The Czech/Czechoslovak Social Democratic Party is, thanks to the hundred and forty years for which it has officially existed, present almost everywhere in the public space. Its activity and political successes are commemorated not only by the buildings in which the party and institutions close to it had their headquarters. Further historical traces of the social democratic movement come in the form of memorial plaques, gravestones, streets, the sites of the big demonstrations for universal suffrage or the major congresses such as that in spring 1938. Testimony to the lives and work of Social Democrats comes from the official conference and annual reports, the written history of social democrat enterprises and organisations and – unfortunately only in rare cases – from independent written histories of the party.
The aim of the website Lidové domy.cz is not to tell the history of the social democratic movement. We have set ourself a far more important goal: to remind people of all the places where it has been possible to come across the social democratic movement over the hundred and forty years of its existence. To increase public awareness of the idea that this or that pub saloon could be a place where political meetings took place, a place where workers’ choirs met or a place where the Workers’ Physical Training Organisation (DJT) met. That in this house lived a significant Social Democrat editor or politician. And that even in a district cemetery in the borderlands it is possible to find the graves of interwar politicians and victims of the struggle against the Nazis at the end of the 1930s.
Everyone can become involved in work on the website Lidové domy.cz. All you need to do is look around you, browse through old newspapers, write to email@example.com to find out where you should look, and to send in photos of places connected to the history of the Social Democrats, together with a short description. You can also, when walking around a particular town, have a look yourself to see all the places where it is possible to find traces of organised workers’ and social democratic movements.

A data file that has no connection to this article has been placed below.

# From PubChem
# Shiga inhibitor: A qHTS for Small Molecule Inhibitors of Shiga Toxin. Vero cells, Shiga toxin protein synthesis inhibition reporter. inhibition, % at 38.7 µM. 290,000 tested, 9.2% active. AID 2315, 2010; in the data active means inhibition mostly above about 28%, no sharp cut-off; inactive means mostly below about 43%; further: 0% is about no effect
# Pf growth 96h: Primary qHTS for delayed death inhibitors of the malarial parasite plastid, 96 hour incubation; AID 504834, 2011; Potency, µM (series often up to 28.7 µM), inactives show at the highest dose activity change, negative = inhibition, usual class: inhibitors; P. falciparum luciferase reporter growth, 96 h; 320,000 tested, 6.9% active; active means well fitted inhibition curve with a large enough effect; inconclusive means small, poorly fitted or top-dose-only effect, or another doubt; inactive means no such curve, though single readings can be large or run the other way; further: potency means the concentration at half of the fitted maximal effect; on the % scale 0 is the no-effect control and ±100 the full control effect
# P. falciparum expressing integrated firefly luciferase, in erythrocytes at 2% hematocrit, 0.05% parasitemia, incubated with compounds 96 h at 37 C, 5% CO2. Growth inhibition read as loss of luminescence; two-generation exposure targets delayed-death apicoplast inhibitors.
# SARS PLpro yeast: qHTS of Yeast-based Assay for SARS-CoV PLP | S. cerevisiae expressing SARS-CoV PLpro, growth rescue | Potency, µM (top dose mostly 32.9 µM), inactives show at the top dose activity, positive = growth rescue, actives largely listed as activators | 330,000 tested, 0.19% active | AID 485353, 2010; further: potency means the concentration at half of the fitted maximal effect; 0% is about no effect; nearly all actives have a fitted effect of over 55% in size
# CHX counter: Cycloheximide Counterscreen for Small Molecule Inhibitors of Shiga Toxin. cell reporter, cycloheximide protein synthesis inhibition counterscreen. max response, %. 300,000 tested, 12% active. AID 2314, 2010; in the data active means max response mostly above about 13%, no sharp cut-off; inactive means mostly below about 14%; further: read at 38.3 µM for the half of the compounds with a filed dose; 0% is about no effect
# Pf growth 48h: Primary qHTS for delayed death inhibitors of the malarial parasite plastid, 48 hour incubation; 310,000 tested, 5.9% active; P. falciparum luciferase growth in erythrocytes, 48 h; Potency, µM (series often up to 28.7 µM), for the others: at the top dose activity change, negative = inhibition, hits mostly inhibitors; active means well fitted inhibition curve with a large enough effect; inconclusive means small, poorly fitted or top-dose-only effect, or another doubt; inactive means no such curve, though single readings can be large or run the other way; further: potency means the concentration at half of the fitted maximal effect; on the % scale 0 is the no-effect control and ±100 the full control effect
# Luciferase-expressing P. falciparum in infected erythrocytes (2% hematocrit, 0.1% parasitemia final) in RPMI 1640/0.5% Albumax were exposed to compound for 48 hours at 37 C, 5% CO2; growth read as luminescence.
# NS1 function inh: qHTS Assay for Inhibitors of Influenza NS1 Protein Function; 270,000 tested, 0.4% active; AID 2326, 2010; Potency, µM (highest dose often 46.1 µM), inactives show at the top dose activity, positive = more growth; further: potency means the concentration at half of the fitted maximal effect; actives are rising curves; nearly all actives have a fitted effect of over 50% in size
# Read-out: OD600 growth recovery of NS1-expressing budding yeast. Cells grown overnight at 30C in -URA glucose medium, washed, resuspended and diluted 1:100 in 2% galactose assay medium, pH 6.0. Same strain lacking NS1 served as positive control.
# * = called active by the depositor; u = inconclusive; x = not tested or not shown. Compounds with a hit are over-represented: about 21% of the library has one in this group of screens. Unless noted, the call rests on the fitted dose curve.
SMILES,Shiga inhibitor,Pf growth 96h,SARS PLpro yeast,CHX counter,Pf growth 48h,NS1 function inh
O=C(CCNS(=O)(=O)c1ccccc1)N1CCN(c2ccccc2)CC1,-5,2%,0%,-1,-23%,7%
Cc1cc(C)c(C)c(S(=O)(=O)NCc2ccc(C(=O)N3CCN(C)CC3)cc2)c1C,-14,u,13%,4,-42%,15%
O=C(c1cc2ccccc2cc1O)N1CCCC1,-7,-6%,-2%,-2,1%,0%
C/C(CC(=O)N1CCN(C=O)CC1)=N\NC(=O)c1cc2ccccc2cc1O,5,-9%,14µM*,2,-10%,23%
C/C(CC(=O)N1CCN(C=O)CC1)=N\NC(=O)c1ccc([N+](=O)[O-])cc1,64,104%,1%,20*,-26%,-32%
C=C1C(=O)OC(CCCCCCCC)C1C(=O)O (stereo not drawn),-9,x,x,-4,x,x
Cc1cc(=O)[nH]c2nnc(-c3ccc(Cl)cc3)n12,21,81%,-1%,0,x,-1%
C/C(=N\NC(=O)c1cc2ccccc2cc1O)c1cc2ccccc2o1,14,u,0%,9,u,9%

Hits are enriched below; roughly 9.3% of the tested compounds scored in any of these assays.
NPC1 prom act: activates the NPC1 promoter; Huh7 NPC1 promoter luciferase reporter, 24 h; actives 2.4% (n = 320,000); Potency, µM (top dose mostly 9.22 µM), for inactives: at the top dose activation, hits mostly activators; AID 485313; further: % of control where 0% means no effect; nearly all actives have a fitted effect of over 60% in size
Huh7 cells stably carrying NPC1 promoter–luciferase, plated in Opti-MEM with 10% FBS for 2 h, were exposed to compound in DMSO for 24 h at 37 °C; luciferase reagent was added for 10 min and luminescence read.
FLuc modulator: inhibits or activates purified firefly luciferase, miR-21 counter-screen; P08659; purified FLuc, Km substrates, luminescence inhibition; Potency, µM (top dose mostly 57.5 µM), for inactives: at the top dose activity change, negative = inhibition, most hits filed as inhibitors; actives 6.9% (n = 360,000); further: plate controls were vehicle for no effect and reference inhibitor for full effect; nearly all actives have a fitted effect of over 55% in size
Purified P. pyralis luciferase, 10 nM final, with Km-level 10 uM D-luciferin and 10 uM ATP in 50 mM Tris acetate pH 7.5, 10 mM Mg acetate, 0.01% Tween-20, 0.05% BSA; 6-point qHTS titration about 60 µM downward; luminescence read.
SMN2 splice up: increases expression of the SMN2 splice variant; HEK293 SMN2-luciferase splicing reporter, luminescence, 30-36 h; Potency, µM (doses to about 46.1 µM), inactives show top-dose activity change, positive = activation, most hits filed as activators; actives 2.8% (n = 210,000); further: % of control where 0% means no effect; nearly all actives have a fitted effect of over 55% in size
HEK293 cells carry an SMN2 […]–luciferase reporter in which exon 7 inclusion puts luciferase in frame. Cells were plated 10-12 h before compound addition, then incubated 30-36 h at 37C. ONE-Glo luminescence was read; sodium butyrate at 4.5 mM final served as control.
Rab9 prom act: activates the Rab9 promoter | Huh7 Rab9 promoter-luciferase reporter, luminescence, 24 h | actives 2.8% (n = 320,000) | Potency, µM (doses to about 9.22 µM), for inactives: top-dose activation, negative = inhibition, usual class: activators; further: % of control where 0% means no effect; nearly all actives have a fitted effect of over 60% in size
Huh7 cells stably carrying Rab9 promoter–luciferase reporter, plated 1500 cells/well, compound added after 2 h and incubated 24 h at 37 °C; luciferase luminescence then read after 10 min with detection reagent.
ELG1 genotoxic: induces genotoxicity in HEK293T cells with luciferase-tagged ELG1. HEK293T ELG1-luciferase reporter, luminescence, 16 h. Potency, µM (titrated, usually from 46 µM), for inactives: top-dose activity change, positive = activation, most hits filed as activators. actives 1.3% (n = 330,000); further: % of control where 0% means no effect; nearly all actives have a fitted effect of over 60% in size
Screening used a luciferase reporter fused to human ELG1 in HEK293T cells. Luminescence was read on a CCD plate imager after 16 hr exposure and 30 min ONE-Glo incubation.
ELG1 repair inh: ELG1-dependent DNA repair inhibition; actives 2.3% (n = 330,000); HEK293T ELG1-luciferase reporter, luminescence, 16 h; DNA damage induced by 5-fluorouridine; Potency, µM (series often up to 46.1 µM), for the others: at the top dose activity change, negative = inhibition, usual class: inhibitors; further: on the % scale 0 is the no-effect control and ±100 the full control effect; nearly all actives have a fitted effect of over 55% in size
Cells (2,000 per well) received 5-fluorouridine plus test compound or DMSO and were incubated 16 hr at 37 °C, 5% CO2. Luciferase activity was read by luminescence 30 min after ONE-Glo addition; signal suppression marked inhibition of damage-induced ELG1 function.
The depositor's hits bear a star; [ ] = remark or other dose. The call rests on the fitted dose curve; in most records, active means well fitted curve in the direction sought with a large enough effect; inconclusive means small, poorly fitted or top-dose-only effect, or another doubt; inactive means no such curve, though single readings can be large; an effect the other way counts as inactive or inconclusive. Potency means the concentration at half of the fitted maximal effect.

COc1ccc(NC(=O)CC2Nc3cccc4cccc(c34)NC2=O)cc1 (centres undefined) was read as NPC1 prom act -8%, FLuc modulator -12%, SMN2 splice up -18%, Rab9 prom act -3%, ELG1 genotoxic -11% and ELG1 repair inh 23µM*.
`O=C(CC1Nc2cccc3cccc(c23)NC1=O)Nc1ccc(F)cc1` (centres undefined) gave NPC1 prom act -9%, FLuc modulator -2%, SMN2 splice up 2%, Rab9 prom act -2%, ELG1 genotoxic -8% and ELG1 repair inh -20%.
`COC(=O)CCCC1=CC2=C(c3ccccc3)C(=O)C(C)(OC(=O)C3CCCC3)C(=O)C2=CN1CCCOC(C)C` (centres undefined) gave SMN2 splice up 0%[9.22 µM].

In the 1840s, workers‘ movements were already shaking up the present-day Prague suburb of Smíchov, as well as the factories in Mladá Boleslav. Preparations for the establishment of a social democratic party had taken place in various Prague inns before the memorable year of 1878, when the party was founded at the inn U Kaštanu in the Prague suburb of Břevnov.
In terms of structure, the Social Democrats were the most significant party of the First Republic. There were many organisations associated with it – trade union associations, in particular the Czechoslovak Trade Union Association, publishing houses such as the Central Workers’ Bookshop and Publishing House, a bank, an insurer, and magazines and newspapers, of which the most important was Právo lidu (People’s Right). The seats of all these institutions all over the country naturally form part of the map of landmarks of the social democratic movement.
Few people know that the People’s House complex in Hybernská street in Prague also contained an independent electricity plant during the First Republic, or that the architects Josef Gočar and Jan Kotěra were among the architects who entered the architectural competition for the conversion of the People’s House into the “Palace of Labour”. Just the history of the People’s House in Prague and its forefrunners would provide enough material for a sizeable book. And Prague was also home – in Nekázanka street – to the secretariat of the German Social Democratic Party in Czechoslovakia (DSAP) and in the 1930s, on the corner of Křižíkova street and Karlín Square, the secretariat of the exiled Social Democratic Party of Germany (SOPADE).
The Social Democrats were not only a driving force behind the October revolution of 1918 and the declaration of the independent Czechoslovak Republic, of which a reminder is the Municipal House in Prague. They also held key positions in First Republic politics, and until the last moment were defenders of Czechoslovak interwar democracy, both in the form of the Czechoslovak Social Democratic Workers’ Party and the minority German Democratic Workers Party in Czechoslovakia. A memento of this is the People’s House in Cheb (1 Baltazara Neumanna square) which the Sudeten German Social Democrats fought to defend against the Nazis with weapons in their hands.
People connected with the social democratic movement also headed the civil anti-Hitler resistance movement during the Second World War. This is commemorated by a number of plaques, of which the most significant, in Prague’s Anny Letenské street, commemorates the activity of the We Shall Remain Faithful Petition Committee and its political manifesto, For Freedom. Into the New Czechoslovak Republic.
The Social Democrats were imprisoned by the Nazis and the Communists, and in a number of cases were the direct target of communist repression, being the most significant opponents of the Communist Party. This is commemorated by the memorial plaques and gravestones of those who did not survive.
Social Democrats were also the first people to renew political competition in the Czechoslovak Republic after November 1989, with the ČSSD’s Renewal Committee being active in the very first days of the Velvet Revolution. Few people now know that its headquarters was in the space above the Václav Špála Gallery on Národní třída in Prague, and that at the same time organisational groups of the revived party appeared in towns all across the country.